By Doina Chiacu
WASHINGTON (Reuters) - U.S. President Donald Trump on Sunday stepped up his attacks on four Democratic congresswomen who have criticized his policies, calling on them to apologize as he himself faced charges of racism.
"I don't believe the four Congresswomen are capable of loving our Country. They should apologize to America (and Israel) for the horrible (hateful) things they have said," Trump said in a Twitter post.
Trump ignited controversy last weekend when he tweeted that the four lawmakers, who are all women of color, should "go back" to where they came from if they do not like the United States.
Three of the lawmakers - U.S. Representatives Alexandria Ocasio-Cortez of New York, Ayanna Pressley of Massachusetts, and Rashida Tlaib of Michigan - were born in the United States. Representative Ilhan Omar of Minnesota came as a refugee from Somalia and is a naturalized citizen.
The first-term congresswomen, known as "the squad," have been highly critical of Trump and have also challenged their own Democratic leadership. Tlaib and Omar have been outspoken critics of Israel's government.
U.S. Representative Elijah Cummings, the Democratic chairman of the House of Representatives Oversight Committee, denounced Trump's latest attack and said he had "no doubt" that Trump was a racist.
"These are folks and women who love their country and they work very hard and they want to move us towards that more perfect union that our founding fathers talked about," Cummings, who is African-American, said on ABC's "This Week."
"So when you disagree with the president, suddenly you're a bad person. Our allegiance is not to the president. Our allegiance is to the Constitution of the United States of America and to the American people."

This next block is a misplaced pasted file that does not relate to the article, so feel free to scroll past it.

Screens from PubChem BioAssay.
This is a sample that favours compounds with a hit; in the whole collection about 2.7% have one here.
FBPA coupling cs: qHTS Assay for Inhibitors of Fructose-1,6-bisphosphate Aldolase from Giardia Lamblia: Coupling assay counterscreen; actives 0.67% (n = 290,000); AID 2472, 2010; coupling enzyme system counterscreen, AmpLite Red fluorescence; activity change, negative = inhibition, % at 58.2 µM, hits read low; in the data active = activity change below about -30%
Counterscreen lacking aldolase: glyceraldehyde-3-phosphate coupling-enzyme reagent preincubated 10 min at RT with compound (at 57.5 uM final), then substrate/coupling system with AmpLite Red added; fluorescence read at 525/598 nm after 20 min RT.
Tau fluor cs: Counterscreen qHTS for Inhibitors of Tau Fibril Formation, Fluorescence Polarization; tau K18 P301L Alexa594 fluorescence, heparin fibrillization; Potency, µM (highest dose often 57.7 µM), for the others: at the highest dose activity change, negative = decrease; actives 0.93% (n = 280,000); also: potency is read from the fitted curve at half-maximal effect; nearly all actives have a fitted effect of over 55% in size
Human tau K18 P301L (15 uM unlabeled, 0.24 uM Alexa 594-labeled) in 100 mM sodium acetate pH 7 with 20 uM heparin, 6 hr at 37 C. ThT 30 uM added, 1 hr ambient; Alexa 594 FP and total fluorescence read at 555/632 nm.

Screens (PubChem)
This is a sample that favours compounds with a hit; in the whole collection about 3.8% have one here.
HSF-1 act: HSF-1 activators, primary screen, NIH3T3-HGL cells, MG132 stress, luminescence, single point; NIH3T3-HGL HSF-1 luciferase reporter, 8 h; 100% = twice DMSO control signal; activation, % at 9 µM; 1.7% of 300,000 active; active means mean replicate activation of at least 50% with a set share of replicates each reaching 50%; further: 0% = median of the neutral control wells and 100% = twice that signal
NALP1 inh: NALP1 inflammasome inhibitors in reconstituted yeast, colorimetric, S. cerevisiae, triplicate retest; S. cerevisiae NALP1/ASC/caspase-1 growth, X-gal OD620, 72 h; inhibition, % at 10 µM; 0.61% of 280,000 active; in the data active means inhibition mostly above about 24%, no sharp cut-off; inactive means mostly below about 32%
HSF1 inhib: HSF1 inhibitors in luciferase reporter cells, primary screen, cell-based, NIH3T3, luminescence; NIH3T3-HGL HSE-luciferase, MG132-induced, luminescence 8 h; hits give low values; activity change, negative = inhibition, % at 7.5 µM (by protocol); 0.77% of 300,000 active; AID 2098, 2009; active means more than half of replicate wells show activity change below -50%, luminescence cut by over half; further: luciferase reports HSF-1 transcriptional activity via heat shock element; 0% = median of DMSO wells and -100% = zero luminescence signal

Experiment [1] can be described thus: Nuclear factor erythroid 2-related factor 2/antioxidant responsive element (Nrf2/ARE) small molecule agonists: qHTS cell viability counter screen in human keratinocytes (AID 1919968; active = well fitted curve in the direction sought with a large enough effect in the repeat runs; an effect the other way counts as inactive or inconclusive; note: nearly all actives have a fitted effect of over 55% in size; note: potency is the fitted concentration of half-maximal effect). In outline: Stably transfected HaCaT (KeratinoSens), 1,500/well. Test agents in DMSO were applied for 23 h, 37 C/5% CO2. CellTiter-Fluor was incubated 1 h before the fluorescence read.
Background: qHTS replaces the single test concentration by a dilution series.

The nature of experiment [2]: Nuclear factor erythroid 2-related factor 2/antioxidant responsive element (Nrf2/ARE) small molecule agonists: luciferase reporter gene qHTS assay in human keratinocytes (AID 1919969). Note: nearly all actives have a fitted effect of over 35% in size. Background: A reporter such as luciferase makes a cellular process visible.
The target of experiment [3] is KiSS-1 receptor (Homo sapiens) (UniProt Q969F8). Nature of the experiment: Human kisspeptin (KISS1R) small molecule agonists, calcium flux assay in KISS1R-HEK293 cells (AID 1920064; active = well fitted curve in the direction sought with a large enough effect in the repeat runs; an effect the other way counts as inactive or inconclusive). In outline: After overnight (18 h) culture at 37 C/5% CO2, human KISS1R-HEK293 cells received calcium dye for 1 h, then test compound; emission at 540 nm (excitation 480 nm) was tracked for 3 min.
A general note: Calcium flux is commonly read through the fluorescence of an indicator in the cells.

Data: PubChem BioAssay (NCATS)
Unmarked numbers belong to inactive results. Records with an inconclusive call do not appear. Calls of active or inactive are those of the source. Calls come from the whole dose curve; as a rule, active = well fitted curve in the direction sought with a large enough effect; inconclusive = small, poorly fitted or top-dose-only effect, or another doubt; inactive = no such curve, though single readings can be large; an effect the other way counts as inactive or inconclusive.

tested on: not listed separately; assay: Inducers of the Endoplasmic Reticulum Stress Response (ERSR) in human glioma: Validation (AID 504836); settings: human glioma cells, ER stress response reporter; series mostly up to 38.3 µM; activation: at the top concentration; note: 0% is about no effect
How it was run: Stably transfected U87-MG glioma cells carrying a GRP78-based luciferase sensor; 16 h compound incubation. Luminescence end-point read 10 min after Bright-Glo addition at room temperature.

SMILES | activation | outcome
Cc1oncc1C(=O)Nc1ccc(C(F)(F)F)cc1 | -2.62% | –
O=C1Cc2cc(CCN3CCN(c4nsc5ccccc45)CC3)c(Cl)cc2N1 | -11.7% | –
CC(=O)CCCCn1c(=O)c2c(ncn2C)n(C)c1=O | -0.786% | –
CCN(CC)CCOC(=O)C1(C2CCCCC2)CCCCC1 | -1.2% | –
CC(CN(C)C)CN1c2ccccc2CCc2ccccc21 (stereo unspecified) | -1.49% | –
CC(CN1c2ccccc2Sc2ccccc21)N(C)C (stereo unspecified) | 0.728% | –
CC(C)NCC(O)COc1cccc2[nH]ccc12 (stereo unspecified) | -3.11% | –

The Democratic-led House of Representatives passed a resolution on Tuesday that said the House "strongly condemns President Donald Trump's racist comments." The symbolic measure was aimed at shaming Trump and the Republicans who stood by him.
Unbowed, Trump launched a blistering critique of Omar during a rally in North Carolina on Wednesday night, pausing when the crowd erupted into chants of "Send her back."
After some fellow Republicans denounced that language, Trump said the next day he did not agree with the chants. On Friday, however, he defended the North Carolina crowd as "incredible patriots."
Following Wednesday's rally, Omar accused Trump of "spewing fascist ideology." Ocasio-Cortez said he intentionally egged on the vitriol.
"Roll back the tape ... He relished it. He took it in and he's doing this intentionally," she said on Saturday at a town hall meeting on immigration in New York.
She retweeted Trump on Sunday with a list of things "we fight to guarantee," including healthcare, student loan forgiveness, living wages and basic human rights. "You: Jack up drug prices, appoint (Education Secretary) Betsy DeVos to scam student loans, hurt immigrant kids," she wrote.
Trump has repeatedly tried to tag Democrats as backing policies that he and Republicans in Congress portray as "socialist" and out of step with much of the country. At the same time, he has relied on racially divisive rhetoric as he girds for a tough re-election battle in November 2020.
U.S. Senator Cory Booker, who is seeking the Democratic presidential nomination, said on Sunday Trump was "worse than a racist."
"He is actually using racist tropes and racial language for political gain," Booker said on CNN's "State of the Union."
Stephen Miller, Trump's top immigration adviser, countered that the president had made clear he disagreed with the "Send her back" chants.
"The core issue is that all the people in that audience, and millions of patriotic Americans all across this country are tired of being beat up, condescended to, looked down upon, talked down to by members of Congress on the left in Washington, D.C., and their allies in many quarters of the media," he said on "Fox News Sunday."
(Reporting by Doina Chiacu; Editing by Rosalba O'Brien)